Like many of the conditions that we see here at our clinic, bone spurs in the shoulder are the end result of years of degenerative shoulder disease and advancing osteoarthritis. An MRI with a bone spur will also show, among many things, varying size tears of the different rotator cuff tendons, shoulder labrum tearing, and other abnormalities. The patient themselves will describe, years and years of doctor visits and an array of pain killers of varying strengths and potencies, chiropractic care, acupuncture, cortisone injections, and a daily diet of over-the-counter anti-inflammatories and painkillers. They will also tell us that they do not sleep, they function most of the day with one arm if they describe themselves as “lucky enough that it is in only one shoulder.” Some will also tell us that shoulder replacement is the last option and one that they have been putting off for years because they are primary care or support providers. They tell us about the disappointment in the failure of their physical therapy sessions. They tell us that once physical therapy fails and cortisone does not help, shoulder replacement is then “given the green light.”
Treating the bone spurs or the “osteophytes” on my MRI
I have learned to function without lifting my arms over my head.
Many people that contact our center are very educated and researched in their shoulder problems. They will have typically spent countless hours researching their shoulder problems. If they are like you, most of your online research came on days of particular discomfort or basically the bad days. They will also come on days following a doctor’s visit and a desire to better understand the doctor’s recommendations. What many do, like many with any injury, is alter the way they do things. How they sleep, how they function at work or in domestic chores to limit the amount of arm movement that will cause them pain or functional limitation.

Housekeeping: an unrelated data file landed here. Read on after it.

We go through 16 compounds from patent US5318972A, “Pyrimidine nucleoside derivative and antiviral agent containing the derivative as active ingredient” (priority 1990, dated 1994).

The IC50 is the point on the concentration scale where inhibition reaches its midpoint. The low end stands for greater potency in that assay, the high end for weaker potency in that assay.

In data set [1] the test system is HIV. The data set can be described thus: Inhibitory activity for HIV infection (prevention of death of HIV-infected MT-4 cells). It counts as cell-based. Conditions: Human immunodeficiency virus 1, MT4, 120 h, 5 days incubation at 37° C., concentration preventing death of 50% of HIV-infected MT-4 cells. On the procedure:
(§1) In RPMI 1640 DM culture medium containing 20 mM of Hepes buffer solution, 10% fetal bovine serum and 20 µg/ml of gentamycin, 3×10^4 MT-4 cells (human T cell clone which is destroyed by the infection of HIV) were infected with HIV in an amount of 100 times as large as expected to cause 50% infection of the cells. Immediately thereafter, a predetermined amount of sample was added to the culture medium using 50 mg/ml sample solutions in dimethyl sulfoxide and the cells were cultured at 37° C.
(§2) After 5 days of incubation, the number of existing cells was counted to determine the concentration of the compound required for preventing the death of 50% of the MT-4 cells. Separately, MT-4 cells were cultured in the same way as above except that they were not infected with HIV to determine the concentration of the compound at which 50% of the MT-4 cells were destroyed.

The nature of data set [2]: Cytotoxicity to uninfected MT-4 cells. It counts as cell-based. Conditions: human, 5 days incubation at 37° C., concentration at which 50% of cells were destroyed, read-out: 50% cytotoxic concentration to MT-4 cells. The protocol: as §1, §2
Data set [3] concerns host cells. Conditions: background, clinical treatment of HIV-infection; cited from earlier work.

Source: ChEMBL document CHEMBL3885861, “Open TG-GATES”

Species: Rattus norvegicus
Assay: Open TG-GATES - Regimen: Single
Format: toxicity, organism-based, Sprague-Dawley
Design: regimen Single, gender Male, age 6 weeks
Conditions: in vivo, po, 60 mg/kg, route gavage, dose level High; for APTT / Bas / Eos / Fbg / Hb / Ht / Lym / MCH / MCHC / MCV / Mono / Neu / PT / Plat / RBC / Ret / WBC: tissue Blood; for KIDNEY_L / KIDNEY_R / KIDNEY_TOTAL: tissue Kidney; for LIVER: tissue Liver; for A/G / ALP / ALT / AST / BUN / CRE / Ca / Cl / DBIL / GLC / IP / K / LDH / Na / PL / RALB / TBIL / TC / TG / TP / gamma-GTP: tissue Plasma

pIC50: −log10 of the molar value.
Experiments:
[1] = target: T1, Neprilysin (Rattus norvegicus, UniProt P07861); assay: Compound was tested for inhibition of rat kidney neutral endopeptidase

For many people, this re-education of arm movements does help and over time, reduces pain. In some, the reduction of the movements that caused the bone spurs in the first place may result in the bone spur that stops growing. This is when physical therapy would be its most successful. Learning new movements and getting the strength to function in this new way.
Is arthroscopic surgery for bone spur removal and shoulder clean-up the way to go when physical therapy fails?
For some people, arthroscopic surgery for bone spur removal is highly successful. We usually do not see these people in our clinic. We see the ones that arthroscopic surgery for bone spur removal was not very successful and has made their situation worse. This article is for those people and to explains to people suffering from shoulder pain how this can happen. Here are some typical patient stories:
I had a cleanout surgery
I had a cleanout surgery, the main goal was to shave down the bone spurs. After the surgery, my shoulder pain was worse. I was told that my surgery was successful, the bone spurs were shaved down. My pain continued and now includes numbness all the way into my fingers. My shoulder subluxated constantly. Because of the numbness, I am bouncing back and forth between orthopedists and neurosurgeons. No one seems to have any answers for me.
The bone spurs are gone, but the shoulder pain remains
I lost a lot of range of motion, putting on my clothes, combing my hair, all big problems for me.
I lost a lot of range of motion, putting on my clothes, combing my hair, all big problems for me. My x-ray revealed that I had a lot of shoulder damage. The treatment plan was for cortisone and physical therapy. After a few months, I had no improvement. I was recommended to a shoulder specialist and not surprisingly I was told surgery should be considered because I had massive bone spurs. I agreed. Following the surgery, I had less use of my arm than before and now my shoulder routinely popped out of place. A return visit to the surgeon offered another recommendation for surgery. This time a reverse shoulder replacement.